Go delete every one of your Windows desktop images. Right now.
You know the ones I’m talking about: The dozens of specialized system images you’ve collected over the years. The “standard” ones, the “golden” ones, the “ones with special drivers,” even those one-off images that go with the specific application only the Sales team needs. Remove them from your network and empty the Recycle Bin. Come back when you’re done.
Why such a drastic suggestion? Simply put, the old monolithic approach to desktop deployment just isn’t practical these days. Creating dozens of individual images for each type of desktop hardware or software set creates a nightmare of customized images that are time-consuming to update, difficult to manage and clog up space on your file servers.
What’s needed to replace those images is a layered approach to deploying your Windows desktops, one with a single Windows image as its core. By taking advantage of multiple services you already have in place today, even the smallest IT environment can use this approach to create a powerful and highly-extensible infrastructure for quickly deploying new operating systems to users. If you’re considering making the jump from Windows XP or Windows Vista to Windows 7, now is the time to start rethinking the very basics of desktop deployment. With a little effort, you’ll be surprised at how automated your final solution can be.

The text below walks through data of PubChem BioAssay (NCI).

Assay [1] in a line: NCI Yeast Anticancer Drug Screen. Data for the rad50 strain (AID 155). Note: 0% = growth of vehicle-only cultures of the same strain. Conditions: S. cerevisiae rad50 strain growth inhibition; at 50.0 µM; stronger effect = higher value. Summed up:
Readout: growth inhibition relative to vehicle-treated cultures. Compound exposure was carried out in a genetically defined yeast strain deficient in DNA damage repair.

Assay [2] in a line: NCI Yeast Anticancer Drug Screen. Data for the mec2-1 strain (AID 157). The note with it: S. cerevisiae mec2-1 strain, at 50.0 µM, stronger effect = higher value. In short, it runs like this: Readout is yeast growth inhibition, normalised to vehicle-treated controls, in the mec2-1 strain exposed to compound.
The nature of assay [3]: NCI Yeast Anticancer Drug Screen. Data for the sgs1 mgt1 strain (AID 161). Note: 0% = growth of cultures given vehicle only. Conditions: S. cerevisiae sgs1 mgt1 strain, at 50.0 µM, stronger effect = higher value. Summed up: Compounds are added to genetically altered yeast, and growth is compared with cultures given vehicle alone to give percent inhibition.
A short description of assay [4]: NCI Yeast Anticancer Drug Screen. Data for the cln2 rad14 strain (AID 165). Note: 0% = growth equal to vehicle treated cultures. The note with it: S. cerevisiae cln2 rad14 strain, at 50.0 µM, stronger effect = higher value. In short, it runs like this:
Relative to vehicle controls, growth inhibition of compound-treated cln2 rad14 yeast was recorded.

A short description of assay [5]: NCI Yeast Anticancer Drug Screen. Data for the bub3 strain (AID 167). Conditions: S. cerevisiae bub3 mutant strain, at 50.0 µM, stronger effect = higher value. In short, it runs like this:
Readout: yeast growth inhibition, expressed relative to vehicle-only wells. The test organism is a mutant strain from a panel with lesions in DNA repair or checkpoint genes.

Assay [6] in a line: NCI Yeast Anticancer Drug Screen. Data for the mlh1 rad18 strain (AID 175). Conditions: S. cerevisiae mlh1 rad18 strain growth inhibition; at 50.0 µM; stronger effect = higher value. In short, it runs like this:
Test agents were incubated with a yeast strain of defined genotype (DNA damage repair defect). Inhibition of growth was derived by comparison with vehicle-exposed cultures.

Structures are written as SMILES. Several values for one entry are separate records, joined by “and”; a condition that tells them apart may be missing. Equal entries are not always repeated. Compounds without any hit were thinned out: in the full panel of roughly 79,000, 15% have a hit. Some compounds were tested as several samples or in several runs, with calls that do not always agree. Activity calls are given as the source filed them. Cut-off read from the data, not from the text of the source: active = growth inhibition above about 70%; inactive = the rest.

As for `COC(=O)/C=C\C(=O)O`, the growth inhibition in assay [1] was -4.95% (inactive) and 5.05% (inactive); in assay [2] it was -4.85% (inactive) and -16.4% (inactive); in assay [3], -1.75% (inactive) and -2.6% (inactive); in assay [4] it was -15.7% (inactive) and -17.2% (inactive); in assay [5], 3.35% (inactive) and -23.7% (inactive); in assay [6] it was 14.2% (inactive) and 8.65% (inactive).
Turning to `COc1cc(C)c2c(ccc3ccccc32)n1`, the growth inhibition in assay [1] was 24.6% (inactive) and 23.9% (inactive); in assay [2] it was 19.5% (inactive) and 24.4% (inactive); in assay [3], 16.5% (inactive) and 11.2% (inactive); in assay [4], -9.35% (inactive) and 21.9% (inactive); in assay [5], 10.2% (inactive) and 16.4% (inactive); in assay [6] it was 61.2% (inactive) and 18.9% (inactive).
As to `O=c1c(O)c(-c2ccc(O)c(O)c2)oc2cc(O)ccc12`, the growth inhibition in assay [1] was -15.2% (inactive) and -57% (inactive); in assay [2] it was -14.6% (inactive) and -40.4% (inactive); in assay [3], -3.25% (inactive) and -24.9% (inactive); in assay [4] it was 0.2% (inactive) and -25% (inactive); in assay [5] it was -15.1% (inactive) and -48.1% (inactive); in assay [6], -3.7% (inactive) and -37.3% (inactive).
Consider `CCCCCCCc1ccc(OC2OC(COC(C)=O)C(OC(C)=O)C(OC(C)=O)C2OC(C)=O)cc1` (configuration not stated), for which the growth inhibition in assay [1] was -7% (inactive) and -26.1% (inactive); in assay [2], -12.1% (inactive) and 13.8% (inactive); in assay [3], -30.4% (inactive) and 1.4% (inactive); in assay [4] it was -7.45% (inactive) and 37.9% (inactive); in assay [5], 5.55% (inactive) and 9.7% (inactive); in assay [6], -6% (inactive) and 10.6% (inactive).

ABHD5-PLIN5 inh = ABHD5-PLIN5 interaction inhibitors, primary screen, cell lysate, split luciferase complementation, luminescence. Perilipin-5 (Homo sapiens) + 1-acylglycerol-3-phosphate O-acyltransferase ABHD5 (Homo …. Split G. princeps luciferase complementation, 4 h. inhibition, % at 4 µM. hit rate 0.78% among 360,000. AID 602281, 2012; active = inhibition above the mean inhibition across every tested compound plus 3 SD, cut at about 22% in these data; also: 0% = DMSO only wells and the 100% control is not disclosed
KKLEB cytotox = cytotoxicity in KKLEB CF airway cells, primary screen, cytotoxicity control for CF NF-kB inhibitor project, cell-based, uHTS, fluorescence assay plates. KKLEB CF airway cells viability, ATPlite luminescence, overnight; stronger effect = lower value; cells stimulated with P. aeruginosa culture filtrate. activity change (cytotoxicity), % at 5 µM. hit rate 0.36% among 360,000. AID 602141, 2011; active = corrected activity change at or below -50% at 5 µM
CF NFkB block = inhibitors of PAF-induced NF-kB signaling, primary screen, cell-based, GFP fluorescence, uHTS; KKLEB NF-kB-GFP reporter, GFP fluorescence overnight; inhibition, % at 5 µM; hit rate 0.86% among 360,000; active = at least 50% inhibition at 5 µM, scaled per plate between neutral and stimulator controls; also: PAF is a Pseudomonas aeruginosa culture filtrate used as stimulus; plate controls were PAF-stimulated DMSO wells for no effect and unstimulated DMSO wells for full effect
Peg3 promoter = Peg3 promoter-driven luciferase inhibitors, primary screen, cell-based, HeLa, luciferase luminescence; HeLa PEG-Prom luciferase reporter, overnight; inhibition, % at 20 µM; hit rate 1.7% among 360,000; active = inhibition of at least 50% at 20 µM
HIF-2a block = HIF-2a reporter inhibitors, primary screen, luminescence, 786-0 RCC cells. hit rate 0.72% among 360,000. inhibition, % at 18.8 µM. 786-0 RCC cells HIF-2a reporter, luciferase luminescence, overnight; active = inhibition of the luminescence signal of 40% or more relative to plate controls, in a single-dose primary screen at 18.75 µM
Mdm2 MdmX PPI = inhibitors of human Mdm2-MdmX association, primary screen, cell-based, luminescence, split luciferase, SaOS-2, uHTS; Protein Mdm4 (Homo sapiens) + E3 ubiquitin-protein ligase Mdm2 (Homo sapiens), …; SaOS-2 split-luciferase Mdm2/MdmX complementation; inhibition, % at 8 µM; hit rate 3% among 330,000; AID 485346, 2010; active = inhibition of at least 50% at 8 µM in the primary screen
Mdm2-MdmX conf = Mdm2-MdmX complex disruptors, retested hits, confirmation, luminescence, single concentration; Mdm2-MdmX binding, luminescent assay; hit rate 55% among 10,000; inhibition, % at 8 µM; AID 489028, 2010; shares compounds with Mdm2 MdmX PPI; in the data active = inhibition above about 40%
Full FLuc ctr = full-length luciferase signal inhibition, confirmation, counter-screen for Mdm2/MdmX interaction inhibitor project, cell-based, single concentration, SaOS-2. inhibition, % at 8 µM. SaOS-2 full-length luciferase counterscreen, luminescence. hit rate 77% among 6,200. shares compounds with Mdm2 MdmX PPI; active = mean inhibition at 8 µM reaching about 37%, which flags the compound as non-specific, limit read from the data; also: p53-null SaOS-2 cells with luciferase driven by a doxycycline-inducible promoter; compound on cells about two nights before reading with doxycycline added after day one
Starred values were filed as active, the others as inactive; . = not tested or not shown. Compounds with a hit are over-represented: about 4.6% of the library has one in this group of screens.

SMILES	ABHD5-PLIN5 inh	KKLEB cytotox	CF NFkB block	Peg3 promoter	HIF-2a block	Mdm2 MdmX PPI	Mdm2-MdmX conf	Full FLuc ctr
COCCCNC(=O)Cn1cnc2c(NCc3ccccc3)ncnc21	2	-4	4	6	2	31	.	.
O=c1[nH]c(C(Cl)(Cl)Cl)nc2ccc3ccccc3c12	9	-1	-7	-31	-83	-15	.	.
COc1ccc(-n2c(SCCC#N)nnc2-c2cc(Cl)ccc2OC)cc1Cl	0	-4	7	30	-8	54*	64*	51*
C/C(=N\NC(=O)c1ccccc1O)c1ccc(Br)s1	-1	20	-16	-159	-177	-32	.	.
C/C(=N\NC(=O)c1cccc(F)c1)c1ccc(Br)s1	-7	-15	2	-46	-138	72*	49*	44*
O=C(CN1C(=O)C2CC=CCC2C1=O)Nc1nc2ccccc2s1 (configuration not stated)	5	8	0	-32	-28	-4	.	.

But before we get into the details, think for a minute about how you administer your desktops today. Imagining for just a minute that your average Windows desktop is a lot like the layers of an onion. At its core is an operating system with default and out-of-the-box settings. Installed atop that core are the necessary drivers as well as required OS updates and patches. Next up are the user’s needed applications, along with individual configuration settings that define your custom desktop environment and modify application settings. Finally, the top layer includes the user’s specific personality data such as bookmarks, desktop shortcuts and printers.
All of these individual layers combine to create what ultimately becomes the user’s working environment. If you peel back each layer, you eventually make your way back to the core operating system itself.
This makes a lot of sense—right up to the point that you start to work with it. Traditionally, admins have attempted to shortcut the deployment process by creating monolithic desktop images that have many configurations already baked in. Perhaps one image has Microsoft Office installed. Another has been preconfigured with drivers for a particular type of desktop. A third may have desktop environment customizations set right on the image.
This shortcutting process at first blush seems useful because it reduces the count of layers in that desktop onion. But it fails at the very moment when image A can’t be installed to desktop B.
You know the situation: Your small environment has been using desktops from a particular vendor for years, and the hardware configuration has remained blissfully unchanged for an extended period of time. Then one day a new shipment arrives and you find a small change to one piece of hardware. Perhaps it’s a different NIC or a different sound card driver.
While this small change might be insignificant, the new driver means you must now support a completely separate monolithic image for just this batch of desktops. Further, having to deal with two images instead of just one requires adding new steps to the process to figure out which image works with which hardware. Suddenly, your “shortcut” process got a lot less simple.